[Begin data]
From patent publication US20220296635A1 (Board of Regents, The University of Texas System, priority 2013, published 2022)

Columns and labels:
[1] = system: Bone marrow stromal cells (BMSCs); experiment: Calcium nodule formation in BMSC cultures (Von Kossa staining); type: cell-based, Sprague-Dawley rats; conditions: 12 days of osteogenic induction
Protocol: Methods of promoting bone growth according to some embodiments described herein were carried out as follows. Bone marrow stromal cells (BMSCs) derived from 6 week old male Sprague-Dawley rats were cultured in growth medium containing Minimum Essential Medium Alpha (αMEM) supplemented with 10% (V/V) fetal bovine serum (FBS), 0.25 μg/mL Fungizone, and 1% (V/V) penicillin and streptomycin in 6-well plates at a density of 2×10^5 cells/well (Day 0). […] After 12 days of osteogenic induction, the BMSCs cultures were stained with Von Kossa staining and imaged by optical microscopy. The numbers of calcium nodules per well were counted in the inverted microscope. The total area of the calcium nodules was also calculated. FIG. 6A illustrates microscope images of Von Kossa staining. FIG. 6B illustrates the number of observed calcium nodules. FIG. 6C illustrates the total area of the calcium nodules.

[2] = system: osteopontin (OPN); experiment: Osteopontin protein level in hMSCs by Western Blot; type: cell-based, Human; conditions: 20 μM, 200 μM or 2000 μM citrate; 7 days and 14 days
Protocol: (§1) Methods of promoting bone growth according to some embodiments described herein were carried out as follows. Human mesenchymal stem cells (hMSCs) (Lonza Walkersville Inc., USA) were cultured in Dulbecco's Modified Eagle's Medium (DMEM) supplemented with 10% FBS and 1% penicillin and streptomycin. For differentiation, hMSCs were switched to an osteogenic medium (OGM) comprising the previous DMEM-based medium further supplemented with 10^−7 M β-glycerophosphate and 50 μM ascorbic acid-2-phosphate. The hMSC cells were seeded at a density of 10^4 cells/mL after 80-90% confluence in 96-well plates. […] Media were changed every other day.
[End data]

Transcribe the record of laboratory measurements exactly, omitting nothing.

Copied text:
From patent publication US20220296635A1 (Board of Regents, The University of Texas System, priority 2013, published 2022)

Columns and labels:
[1] = system: Bone marrow stromal cells (BMSCs); experiment: Calcium nodule formation in BMSC cultures (Von Kossa staining); type: cell-based, Sprague-Dawley rats; conditions: 12 days of osteogenic induction
Protocol: Methods of promoting bone growth according to some embodiments described herein were carried out as follows. Bone marrow stromal cells (BMSCs) derived from 6 week old male Sprague-Dawley rats were cultured in growth medium containing Minimum Essential Medium Alpha (αMEM) supplemented with 10% (V/V) fetal bovine serum (FBS), 0.25 μg/mL Fungizone, and 1% (V/V) penicillin and streptomycin in 6-well plates at a density of 2×10^5 cells/well (Day 0). […] After 12 days of osteogenic induction, the BMSCs cultures were stained with Von Kossa staining and imaged by optical microscopy. The numbers of calcium nodules per well were counted in the inverted microscope. The total area of the calcium nodules was also calculated. FIG. 6A illustrates microscope images of Von Kossa staining. FIG. 6B illustrates the number of observed calcium nodules. FIG. 6C illustrates the total area of the calcium nodules.

[2] = system: osteopontin (OPN); experiment: Osteopontin protein level in hMSCs by Western Blot; type: cell-based, Human; conditions: 20 μM, 200 μM or 2000 μM citrate; 7 days and 14 days
Protocol: (§1) Methods of promoting bone growth according to some embodiments described herein were carried out as follows. Human mesenchymal stem cells (hMSCs) (Lonza Walkersville Inc., USA) were cultured in Dulbecco's Modified Eagle's Medium (DMEM) supplemented with 10% FBS and 1% penicillin and streptomycin. For differentiation, hMSCs were switched to an osteogenic medium (OGM) comprising the previous DMEM-based medium further supplemented with 10^−7 M β-glycerophosphate and 50 μM ascorbic acid-2-phosphate. The hMSC cells were seeded at a density of 10^4 cells/mL after 80-90% confluence in 96-well plates. […] Media were changed every other day.